Good morning. I had a question regarding the securities portfolio yield, it looks like it came down nearly 30 basis points versus the fourth quarter. I think you made a comment about not investing during the first quarter and want to get a sense of how you are going to manage that going forward will you run down a bit more going into we presume - closing of the BBCN deal?

Peter Koh

Well, I think we’ll be maintaining the balances that we currently have. Yield wise as you know with the financial turmoil in the first quarter, treasuries went down to three-year low. So prepayments speed and productions picked up. So we recognize more amortization expense on our MBS and CMO portfolio that drove the yield mostly lower.

Gary Tenner

Okay. So if there is a more stable yield environment in the second quarter that should come up a little bit even to maintain the balances?

Peter Koh

Yes.

Gary Tenner

Okay. Great. Thank you.

Operator

Our next question comes from Don Worthington with Raymond James.

Donald Worthington

Good morning, everyone.

Jae Whan Yoo

Hi. Good morning.

Alex Ko

Good morning.

Peter Koh

Good morning Don.

Donald Worthington

You may have disclosed this, if you did I missed it, but what was the level of repayments pay offs in the quarter versus the fourth quarter?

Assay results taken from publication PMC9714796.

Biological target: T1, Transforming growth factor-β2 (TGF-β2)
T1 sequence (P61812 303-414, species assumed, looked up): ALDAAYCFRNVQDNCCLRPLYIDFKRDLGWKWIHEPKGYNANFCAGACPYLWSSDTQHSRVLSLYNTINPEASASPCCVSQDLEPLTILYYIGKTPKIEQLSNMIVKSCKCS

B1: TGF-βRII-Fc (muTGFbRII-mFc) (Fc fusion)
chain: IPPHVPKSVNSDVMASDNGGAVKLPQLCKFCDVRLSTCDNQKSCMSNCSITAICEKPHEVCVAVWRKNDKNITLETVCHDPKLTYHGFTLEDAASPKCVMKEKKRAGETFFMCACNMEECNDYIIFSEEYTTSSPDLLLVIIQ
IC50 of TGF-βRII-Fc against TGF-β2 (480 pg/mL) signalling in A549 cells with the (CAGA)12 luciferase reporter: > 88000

Alex Ko

Pay offs for the first quarter was about $104.8 million, pay downs was about $107.1 million. A little bit elevated on the pay off, Q4 pay offs was about $78.6 million, pay down was about $116 million.

Donald Worthington

Okay, great. Alex, I wanted to just clarify. Was the impact of the interest reversals the 400,000 or four basis points that you mentioned?

Alex Ko

Yes. That’s correct.

Donald Worthington

Okay. All right, thank you.

Operator

Okay. And I’m not showing any further question at this time. I would like to turn the call back over to our host.

Edward Han

Okay. Thank you. That concludes our quarterly conference call. On behalf of our management and the Board of Directors, I would like to thank everyone again for your participation and continued interest and support of Wilshire Bancorp. If you have any further questions, please feel to contact us directly. Thank you.

Operator

Ladies and gentlemen that concludes today’s presentation. You may now disconnect. Have a wonderful day.